After more than a decade on the small screen, AMC's zombie horror series The Walking Dead is coming to an end. As the network announced in September 2020, The Walking Dead's upcoming 11th season will serve as its last, airing in late 2022 with 24 episodes — quadruple the amount that its first season had.
The overarching franchise will continue on with the well-established spin-off series Fear the Walking Dead, the soon-to-launch limited series spin-off The Walking Dead: World Beyond, a trio of feature films centered around former hero Rick Grimes, another spin-off focused on Daryl and Carol, and a character-focused anthology series entitled Tales of the Walking Dead.
It's exciting that the franchise, overseen by former Walking Dead showrunner Scott M. Gimple, is finding new life in more and more projects, but there's no denying that the show's conclusion will mark the end of an era. In total, 31 episodes stand between fans and the end of The Walking Dead. What might the finale episode look like? Let's speculate.
Robert Kirkman's long-running Walking Dead comic series delivered its final volume back in late July 2019, when The Walking Dead was in between its ninth and tenth seasons. As with many page-to-screen adaptations, the series has deviated from its source material, changing up certain plot lines and character arcs.
Issues 192 and 193 of The Walking Dead encapsulate the ending of the comics' run, and what happens within them would be impossible to perfectly recreate for the show because of the changes the series' team made prior to that point.
In Issue 192, Rick meets his end at the hands of one of his enemies. Rick's son Carl is, sadly, the one who must put Rick's re-animated corpse down for good. The Walking Dead issue 193, the very last of them all, picks up several years after those fateful events. Carl's all grown up, married to a woman named Sophia, and raising a daughter of his own. The final frame of the comics shows adult Carl regaling his daughter with stories of her grandpa, the brave and noble Rick Grimes. The end.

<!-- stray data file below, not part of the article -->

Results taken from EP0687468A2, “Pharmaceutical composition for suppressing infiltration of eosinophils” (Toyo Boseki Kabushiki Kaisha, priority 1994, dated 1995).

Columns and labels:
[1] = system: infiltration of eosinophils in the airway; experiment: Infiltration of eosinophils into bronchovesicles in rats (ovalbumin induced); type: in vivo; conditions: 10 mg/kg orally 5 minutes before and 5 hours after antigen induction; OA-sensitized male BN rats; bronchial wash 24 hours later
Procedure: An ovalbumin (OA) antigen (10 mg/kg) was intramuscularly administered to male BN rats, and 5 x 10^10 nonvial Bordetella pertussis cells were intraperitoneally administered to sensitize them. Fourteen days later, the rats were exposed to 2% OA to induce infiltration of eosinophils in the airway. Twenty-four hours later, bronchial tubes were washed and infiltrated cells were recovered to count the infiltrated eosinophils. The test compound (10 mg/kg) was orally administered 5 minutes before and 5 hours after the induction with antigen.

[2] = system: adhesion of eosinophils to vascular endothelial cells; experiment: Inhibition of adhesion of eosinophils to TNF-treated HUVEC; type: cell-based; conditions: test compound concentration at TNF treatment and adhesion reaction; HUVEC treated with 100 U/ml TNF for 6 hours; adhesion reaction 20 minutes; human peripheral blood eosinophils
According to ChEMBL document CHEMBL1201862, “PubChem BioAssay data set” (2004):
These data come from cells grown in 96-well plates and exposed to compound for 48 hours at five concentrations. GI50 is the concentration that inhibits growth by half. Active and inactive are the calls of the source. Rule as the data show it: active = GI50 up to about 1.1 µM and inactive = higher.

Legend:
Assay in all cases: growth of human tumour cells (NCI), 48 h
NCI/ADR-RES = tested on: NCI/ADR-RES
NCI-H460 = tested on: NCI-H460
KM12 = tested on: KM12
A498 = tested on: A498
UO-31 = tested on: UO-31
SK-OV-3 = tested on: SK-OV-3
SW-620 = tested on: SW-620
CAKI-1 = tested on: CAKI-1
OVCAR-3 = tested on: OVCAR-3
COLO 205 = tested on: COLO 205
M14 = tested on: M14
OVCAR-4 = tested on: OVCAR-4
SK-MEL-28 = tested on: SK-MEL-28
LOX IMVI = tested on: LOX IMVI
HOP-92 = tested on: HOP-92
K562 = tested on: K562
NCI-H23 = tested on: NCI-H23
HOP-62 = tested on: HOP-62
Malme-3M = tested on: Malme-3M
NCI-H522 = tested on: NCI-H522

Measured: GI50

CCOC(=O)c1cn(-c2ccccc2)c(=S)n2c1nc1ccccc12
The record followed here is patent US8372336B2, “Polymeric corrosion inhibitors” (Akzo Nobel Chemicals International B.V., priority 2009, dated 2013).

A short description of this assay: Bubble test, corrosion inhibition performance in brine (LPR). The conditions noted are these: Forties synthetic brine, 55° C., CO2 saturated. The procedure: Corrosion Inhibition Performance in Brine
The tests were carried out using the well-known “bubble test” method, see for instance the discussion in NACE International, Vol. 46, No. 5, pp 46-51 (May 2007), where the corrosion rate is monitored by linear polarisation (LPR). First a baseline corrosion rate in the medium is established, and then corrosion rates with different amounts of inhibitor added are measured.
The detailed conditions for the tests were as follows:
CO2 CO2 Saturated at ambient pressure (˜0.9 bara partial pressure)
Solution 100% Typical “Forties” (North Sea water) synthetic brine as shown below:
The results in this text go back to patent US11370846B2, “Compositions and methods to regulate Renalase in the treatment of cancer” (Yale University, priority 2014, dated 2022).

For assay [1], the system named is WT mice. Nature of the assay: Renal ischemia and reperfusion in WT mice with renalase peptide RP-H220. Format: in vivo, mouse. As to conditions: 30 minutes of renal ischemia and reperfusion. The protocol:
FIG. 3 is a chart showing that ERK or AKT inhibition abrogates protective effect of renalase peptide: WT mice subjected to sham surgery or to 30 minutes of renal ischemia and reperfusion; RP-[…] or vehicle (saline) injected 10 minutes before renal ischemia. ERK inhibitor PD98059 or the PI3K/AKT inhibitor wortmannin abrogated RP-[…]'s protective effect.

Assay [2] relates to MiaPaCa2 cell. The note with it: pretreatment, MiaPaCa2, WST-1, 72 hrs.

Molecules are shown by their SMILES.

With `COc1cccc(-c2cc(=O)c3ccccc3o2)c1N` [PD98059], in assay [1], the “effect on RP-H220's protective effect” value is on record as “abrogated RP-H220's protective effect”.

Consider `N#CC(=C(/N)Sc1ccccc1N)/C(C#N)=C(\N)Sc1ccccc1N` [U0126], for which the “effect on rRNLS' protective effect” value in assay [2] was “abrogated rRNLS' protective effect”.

Now, this exact finale can't happen on the show. For starters, Andrew Lincoln's Rick Grimes isn't around anymore, and hasn't been since season 9, when everyone believed he died. He was then seen being taken to a "safe place" via helicopter, so we know he's still out there somewhere. Lincoln could return for the Walking Dead finale, of course, but it feels more likely that the next place fans will see Rick's face is in the first of his three standalone movies.
Then there's the fact that Carl died on The Walking Dead before his father left, having met a tragic demise in season 8, while his would-be wife Sophia has been out of the picture since season 2. Another key player within the comic's finale will also be totally out of the picture on the show -- Michonne actress Danai Gurira is set to exit after season 10.
That considered, though, a finale similar to the comic's could play out on The Walking Dead. Rick's daughter Judith is still very much alive on the series, so it's possible she could stand in for Carl on the show's finale. In the same vein, Michonne and Rick also share a son, R.J., who could be the grown-up fans see telling his daughter tales of the great Rick Grimes upon the series' end.
For his part, Gimple has said that the Walking Dead team plans to adapt the comics' finale the best that it can, and acknowledges that there will be challenges in the adaptation because the show isn't going to kill off Rick. He also offered up some remarks that possibly hint at the series ending on a positive, hopeful note, telling Deadline in October 2019:
"I knew that Robert had been working toward a finale, and he had mentioned some ballpark aspects, but he held back a lot because he knew I wouldn't want spoilers [...] The biggest thing is we will tell that finale story one day [...] Honoring the aspects of [the broader] finale story without the death of Rick Grimes will be a challenge to our storytelling."
When asked why the Walking Dead television adaptation changed so much from its comic source material, Gimple responded that it had a lot to do with wanting to preserve the feeling a reader gets when discovering something in the comic. He explained:
"If Robert has a surprise on the page, we might change things on the screen only so we can get to that surprise in [a] way that protected it so people can't predict it. That remains the job even when the stories are new and even when stories aren't directly related to the comic: to capture the spirit of the comic [...] I always want to feel the spirit of the book in everything we do." Watch the video to find out, How Will The Walking Dead End?
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